The median income for a household in the city
Most people know that sunset is the time when the sun goes down. But did you know that the sun doesn't actually set? Instead, Earth rotates into darkness, giving us the illusion that the sun is setting. So what causes sunset?
Well, it's a combination of things. The Earth's atmosphere scatters sunlight in every direction, but blue and violet light are scattered more than other colors. This is why the sky is usually blue during the daytime. As the sun gets lower in the sky, the atmosphere becomes thicker and more dense.
This scattering of sunlight happens to a greater extent, and we see red and orange light more than blue and violet light. That's why sunset is usually a beautiful red or orange color. So next time you see sunset, remember that you're actually seeing Earth rotate into darkness!
Winter Springs is located in Volusia County, Florida, on the north shore of Lake Monroe. The city is bordered by DeLand to the north, Eatonville to the east, Casselberry to the south, and Mims to the west. The population of Winter Springs was 124,173 as of the 2010 census.
The city is part of the Sanford-Lake Mary-Ormond Beach, FL Metropolitan Statistical Area.
The surrounding area is mostly agricultural, with a significant amount of wooded wetlands. The area has a humid subtropical climate and is well known for its year-round mild weather and plentiful water resources, which are used for swimming, fishing, boating, and skiing.
The closest states are Georgia to the north, Alabama to the east, and South Carolina to the south. The capital of the United States, Washington, D.C., is to the west.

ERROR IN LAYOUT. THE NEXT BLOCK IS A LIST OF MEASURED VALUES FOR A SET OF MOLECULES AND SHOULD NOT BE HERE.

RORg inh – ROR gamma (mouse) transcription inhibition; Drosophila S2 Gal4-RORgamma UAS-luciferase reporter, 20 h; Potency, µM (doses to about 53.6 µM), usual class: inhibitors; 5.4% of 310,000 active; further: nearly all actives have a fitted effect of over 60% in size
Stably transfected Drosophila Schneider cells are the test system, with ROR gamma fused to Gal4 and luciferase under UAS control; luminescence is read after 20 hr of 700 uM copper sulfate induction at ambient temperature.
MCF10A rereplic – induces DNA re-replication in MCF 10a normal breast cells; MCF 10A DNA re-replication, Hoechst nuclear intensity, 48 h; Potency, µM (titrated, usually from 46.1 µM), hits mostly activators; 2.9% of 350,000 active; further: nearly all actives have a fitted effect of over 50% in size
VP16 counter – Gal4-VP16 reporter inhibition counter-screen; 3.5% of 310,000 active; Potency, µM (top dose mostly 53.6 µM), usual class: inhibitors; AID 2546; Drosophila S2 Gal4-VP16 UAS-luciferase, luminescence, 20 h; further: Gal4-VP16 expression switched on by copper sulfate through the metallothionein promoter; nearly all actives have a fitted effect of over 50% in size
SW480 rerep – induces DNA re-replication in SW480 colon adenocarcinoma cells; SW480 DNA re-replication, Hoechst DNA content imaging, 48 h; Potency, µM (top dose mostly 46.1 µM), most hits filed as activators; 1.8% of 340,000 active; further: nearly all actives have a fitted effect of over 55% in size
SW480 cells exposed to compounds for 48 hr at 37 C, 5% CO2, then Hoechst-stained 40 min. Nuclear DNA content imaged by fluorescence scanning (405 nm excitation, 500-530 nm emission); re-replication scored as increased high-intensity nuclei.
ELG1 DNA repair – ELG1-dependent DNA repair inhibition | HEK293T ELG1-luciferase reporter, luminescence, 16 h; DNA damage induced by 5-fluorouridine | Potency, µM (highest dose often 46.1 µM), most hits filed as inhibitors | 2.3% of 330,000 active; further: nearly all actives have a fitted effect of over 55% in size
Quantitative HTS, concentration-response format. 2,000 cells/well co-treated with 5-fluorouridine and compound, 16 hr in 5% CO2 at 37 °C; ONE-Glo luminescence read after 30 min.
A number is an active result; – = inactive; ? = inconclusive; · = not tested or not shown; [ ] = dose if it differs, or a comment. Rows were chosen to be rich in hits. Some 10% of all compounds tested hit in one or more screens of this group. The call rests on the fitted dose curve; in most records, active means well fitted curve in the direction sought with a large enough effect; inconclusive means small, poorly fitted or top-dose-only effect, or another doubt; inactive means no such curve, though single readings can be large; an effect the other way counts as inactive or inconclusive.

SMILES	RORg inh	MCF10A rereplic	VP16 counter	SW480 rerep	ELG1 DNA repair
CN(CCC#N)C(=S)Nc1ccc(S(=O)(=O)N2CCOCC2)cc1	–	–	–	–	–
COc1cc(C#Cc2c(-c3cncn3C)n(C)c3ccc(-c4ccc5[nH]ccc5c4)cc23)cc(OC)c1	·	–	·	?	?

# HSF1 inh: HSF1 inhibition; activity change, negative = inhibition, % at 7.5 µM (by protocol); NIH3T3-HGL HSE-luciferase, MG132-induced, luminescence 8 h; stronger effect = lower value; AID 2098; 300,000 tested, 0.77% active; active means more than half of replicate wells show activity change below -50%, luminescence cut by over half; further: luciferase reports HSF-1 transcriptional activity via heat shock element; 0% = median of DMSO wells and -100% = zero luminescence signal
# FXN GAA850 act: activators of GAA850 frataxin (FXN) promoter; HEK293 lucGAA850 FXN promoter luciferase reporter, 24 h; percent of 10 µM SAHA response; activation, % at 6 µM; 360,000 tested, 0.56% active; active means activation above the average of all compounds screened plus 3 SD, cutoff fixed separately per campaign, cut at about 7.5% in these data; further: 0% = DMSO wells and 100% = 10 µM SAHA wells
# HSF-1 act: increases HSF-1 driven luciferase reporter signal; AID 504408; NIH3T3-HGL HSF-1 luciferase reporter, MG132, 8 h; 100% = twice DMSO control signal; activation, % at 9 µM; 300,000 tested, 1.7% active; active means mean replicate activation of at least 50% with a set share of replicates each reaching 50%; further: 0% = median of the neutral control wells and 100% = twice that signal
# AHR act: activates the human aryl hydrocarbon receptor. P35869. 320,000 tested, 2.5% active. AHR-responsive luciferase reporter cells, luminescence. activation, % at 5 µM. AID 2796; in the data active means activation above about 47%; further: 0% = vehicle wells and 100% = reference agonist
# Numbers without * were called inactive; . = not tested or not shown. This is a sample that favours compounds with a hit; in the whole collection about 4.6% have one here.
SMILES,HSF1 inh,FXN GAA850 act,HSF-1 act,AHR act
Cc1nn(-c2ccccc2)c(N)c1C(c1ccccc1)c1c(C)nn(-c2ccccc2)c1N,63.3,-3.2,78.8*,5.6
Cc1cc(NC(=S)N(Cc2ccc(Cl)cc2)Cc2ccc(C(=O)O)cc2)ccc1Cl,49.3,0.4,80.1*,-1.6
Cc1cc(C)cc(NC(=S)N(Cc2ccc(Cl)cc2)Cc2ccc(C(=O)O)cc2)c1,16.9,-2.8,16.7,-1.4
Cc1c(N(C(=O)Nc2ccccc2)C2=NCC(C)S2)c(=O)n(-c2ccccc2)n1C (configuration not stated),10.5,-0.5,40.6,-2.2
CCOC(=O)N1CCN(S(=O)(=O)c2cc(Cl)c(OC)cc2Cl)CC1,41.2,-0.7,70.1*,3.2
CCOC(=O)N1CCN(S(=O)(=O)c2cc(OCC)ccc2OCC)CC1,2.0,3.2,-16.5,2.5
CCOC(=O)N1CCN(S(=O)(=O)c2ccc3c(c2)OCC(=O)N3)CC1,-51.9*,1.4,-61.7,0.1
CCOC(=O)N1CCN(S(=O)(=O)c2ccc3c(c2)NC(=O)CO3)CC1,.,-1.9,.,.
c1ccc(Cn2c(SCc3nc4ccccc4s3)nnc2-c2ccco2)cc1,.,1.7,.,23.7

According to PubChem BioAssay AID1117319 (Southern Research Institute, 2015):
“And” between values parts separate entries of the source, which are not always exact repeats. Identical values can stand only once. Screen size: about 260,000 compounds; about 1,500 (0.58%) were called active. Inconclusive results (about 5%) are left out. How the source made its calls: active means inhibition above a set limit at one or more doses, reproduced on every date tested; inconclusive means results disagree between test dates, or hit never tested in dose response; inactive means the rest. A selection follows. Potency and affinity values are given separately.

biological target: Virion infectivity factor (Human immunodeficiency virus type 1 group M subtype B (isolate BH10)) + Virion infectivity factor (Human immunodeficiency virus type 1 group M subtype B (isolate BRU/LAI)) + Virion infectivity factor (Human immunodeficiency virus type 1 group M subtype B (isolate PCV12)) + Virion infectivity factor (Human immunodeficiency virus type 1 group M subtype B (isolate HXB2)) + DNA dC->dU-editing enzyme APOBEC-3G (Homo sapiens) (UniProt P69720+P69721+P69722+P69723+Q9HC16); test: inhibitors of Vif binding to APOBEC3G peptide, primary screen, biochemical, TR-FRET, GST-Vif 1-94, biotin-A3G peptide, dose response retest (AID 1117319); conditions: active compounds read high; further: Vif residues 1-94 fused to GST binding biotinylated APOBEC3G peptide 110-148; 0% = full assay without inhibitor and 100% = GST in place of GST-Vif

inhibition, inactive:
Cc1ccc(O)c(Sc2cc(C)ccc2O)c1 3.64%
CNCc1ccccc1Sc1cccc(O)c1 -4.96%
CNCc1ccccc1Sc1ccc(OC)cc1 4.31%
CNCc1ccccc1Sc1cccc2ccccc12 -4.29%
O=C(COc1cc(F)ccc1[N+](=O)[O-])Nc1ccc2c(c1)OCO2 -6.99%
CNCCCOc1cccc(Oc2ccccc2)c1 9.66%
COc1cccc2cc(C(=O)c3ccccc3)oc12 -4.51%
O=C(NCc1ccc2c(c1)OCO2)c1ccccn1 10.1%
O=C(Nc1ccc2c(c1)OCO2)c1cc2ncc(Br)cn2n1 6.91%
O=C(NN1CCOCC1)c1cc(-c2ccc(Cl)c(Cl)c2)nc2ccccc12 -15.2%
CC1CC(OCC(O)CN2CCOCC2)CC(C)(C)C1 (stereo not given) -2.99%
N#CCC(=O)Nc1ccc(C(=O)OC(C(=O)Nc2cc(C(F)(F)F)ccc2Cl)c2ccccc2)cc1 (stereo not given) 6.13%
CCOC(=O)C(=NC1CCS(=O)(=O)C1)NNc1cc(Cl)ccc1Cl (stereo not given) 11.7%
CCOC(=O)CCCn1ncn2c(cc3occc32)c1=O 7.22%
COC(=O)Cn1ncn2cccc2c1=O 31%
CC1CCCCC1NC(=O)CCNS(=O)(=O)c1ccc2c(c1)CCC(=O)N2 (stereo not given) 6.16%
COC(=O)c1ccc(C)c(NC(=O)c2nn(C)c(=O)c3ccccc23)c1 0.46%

The city of Winter Springs is located at .
According to the United States Census Bureau, the city has a total area of , of which is land and is water.
As of the 2010 United States Census, there were 124,173 people residing in the city. The population density was 2,701.2 inhabitants per square mile (1,073.7/km²). There were 60,976 housing units at an average density of 1,108.1 per square mile (421.6/km²). The racial makeup of the city was 69.1% White, 21.5% Black or African American, 0.4% Native American, 2.5% Asian, 0.1% Pacific Islander, 2.5% from other races, and 4.4% from two or more races. Hispanic or Latino of any race were 11.6% of the population.
There were 58,490 households out of which 32.2% had children under the age of 18 living with them, 48.0% were married couples living together, 13.8% had a female householder with no husband present, and 34.7% were non-families. 29.0% of all households were made up of individuals and 9.1% had someone living alone who was 65 years of age or older. The average household size was 2.47 and the average family size was 3.01.
In the city, the population was spread out with 26.5% under the age of 18, 8.5% from 18 to 24, 29.4% from 25 to 44, 23.8% from 45 to 64, and 12.5% who were 65 years of age or older. The median age was 36 years. For every 100 females, there were 95.2 males. For every 100 females age 18 and over, there were 92.4 males.
The median income for a household in the city}
As the sun sets, the sky slowly grows dark. For many people, this is a time to relax and wind down for the day. But have you ever wondered exactly when it gets dark? The answer may surprise you.
Did you know that darkness actually begins long before the sun sets? As the sun gets lower in the sky, its light has to travel through more atmosphere. This filters out some of the blue light, making the sun look redder. At the same time, shadows get longer and darker. So by the time the sun finally dips below the horizon, darkness has already begun to fall.
Of course, not all places on Earth experience darkness at the same time. Near the equator, the sun sets and rises almost directly overhead. This means that there is less of a difference between daytime and nighttime. Closer to the poles, however, the sun stays low in the sky for much of the year. This leads to longer periods of darkness during wintertime.